My normal practice on here is to title my book review posts with just the title of the book. The only exceptions I’ve made prior to this entry have been for the identically-titled Paul Brown biographies by Cantor and O’Toole, to which I added the author’s name for distinguishment purposes. Since on here I review football books, though, a book review titled simply Football would be unhelpful in the extreme unless it really was a book just about football in the broader sense. Mark Bernstein’s Football: The Ivy League Origins of an American Obsession is not that book.
Rather, what Bernstein’s book is is a history of Ivy League football from its origins through the end of the twentieth century. It’s pretty well done. Bernstein has a fine eye for the highlighting the people who would later rise to greater fame. I suppose some might view this as name-dropping, but Happy Chandler on the 1921 Centre College upset of Harvard made for a richer, more entertaining book in my eyes. That I’m pretty sure this is the only football book I’ve read that uses the word satori is a plus in my eyes, though it may not be in yours. The quality of Bernstein’s research (I was particularly fond of the note on Princeton’s computer usage in 1950-51) is sadly let down at times by the editing; one Amazon reviewer pointed out the most gratuitous of these, the claim that Theodore Roosevelt defeated Woodrow Wilson in the 1912 election, but that was not the only one. Editing like that would be annoying enough from a free blog; to see it in a book published by University of Pennsylvania Press is disappointing.
The question the existence of a book like this raises is to what extent a history of Ivy League football is necessary, important, or even interesting. The history of the early days of college football cannot be told without heavy involvement by the big three of Harvard, Yale, and Princeton, but their heyday was more than 100 years ago. To what extent did they control college football, how did they lose that control, and how did they deal with that loss of control? As I’ve noted before, many of the issues we’re talking about now in terms of college football, things like eligibility, scheduling, and commercialism, are the same issues the schools that now make up the Ivy League were dealing with even before the legalization of the forward pass. Heck, the Ivy League itself was a post-World War 2 creation, and the relations among the current members were far from always smooth in the days of yore. The thing I didn’t get a great grasp of from Bernstein’s book is how control of football gradually shifted away from the Ivy League; was it a just a function of them being surpassed in scale and scope by the rest of the country, or did they tend to the traditional and overly insular? I feel like it’s mostly the former, but cannot say with confidence.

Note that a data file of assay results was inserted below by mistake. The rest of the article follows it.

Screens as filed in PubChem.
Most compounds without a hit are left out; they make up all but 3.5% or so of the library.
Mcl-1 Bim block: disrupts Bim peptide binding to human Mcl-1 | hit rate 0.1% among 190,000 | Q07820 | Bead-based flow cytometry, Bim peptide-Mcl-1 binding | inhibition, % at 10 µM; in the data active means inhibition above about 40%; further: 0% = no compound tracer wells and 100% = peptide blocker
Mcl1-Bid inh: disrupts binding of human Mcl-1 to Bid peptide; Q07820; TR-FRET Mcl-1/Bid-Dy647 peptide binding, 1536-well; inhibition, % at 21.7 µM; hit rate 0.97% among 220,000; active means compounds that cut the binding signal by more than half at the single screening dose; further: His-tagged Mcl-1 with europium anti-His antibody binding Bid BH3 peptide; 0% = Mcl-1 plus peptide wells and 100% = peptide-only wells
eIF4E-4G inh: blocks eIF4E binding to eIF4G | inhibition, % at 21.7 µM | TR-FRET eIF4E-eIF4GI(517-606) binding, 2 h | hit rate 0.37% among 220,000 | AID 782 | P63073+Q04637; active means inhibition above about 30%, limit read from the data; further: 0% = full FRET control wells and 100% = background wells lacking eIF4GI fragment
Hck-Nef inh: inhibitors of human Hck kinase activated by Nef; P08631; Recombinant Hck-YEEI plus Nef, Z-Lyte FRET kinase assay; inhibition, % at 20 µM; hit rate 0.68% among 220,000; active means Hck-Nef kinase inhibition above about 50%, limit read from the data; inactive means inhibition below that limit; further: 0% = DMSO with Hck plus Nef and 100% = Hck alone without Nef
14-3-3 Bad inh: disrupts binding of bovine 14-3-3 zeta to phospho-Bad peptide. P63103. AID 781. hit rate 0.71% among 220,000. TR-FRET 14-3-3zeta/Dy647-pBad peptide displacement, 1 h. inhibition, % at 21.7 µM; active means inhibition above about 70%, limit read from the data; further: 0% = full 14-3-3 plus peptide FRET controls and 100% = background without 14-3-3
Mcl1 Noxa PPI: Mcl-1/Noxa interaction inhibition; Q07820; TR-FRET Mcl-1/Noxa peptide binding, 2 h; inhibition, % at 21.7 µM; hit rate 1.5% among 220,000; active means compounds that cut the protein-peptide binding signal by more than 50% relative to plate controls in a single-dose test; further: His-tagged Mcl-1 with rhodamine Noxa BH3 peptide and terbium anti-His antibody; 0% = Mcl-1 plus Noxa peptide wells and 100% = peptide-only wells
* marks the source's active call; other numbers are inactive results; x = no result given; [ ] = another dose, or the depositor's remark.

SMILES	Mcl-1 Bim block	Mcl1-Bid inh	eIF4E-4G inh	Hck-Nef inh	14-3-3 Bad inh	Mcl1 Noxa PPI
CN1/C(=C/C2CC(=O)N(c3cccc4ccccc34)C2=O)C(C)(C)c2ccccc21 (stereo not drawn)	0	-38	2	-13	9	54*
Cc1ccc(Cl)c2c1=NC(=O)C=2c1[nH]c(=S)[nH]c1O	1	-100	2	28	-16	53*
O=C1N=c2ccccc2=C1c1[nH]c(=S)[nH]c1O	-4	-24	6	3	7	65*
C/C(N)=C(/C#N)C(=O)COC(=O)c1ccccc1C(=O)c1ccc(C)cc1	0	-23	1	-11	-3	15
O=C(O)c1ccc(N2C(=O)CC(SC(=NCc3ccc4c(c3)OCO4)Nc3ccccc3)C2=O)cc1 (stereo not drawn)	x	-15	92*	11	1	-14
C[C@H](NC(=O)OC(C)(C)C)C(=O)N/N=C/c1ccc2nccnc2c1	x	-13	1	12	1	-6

More or less the last gasp of Ivy League relevance to major college football came from Penn in the late 1940′s. President Harold Stassen (if I ever knew he was Penn’s president, I’d certainly forgotten it) led a significant investment in the football team, including in the stadium, recruiting, and upgrading the quality of the schedule. As chronicled in Dunnavant’s Fifty-Year Seduction, Penn was one of two schools the NCAA’s severe limitations on television broadcasts were primarily aimed at, with Notre Dame being the other. That foiled, the slide continued, and I had a hard time caring about the last, shortest part of the book that chronicled the second half of the twentieth century.
Recommended for what it is, though not at the $49.95 list price (I read a library copy).
[Head football coach Charlie] Caldwell admitted after the 1951 season that for two years the Princeton athletic department had been using a computer (which a delighted press called an “electronic brain”) to help determine opponents’ tendencies and prepare game plans. He had cooked up the idea with the help of a Princeton mathematics professor and an ends coach who was also assistant to the chairman of the Physics Department. In a process that grew more elaborate over time, the group spent as many as eight hours each week studying film, dissecting each player on each play, jotting down information that would then be put onto punch cards by secretaries in the registrar’s office and run through the university’s giant mainframe. Their product was a thirteen-foot long printout that was used to devise the next week’s game plan.
Mark F. Bernstein, Football: The Ivy League Origins of an American Obsession, p. 209-10 (Philadelphia: Univ. of Pennsylvania Press, 2001).
After last year’s ending installment, I decided to do this quarterly. This first installment covers January through March 2013. This isn’t everything I read in that time span-much of my fiction reading is not memorable or intended to be, some books I don’t want to talk about here for one reason or another, and others, well, I’m going to keep this post under 1,000 words.
Gordon Wood’s Empire of Liberty is the fourth volume I’ve read in the Oxford History of the United States series. It’s definitely in the top three. Then again, the two it’s up against, James McPherson’s Battle Cry of Freedom and Daniel Walker Howe’s What Hath God Wrought were both masterpieces I rated among the best books I read in that respective year. Everything I’ve read by Wood has been excellent, and his The American Revolution: A History is probably the best history book under 200 pages I’ve ever read. In that context, I would say Empire was probably 90% as great as I expected it to be, which is still really, really, really good. Some of the Amazon reviews note a pro-Jefferson bias; I thought Wood let the Sage of Monticello do a perfectly good job of hanging himself.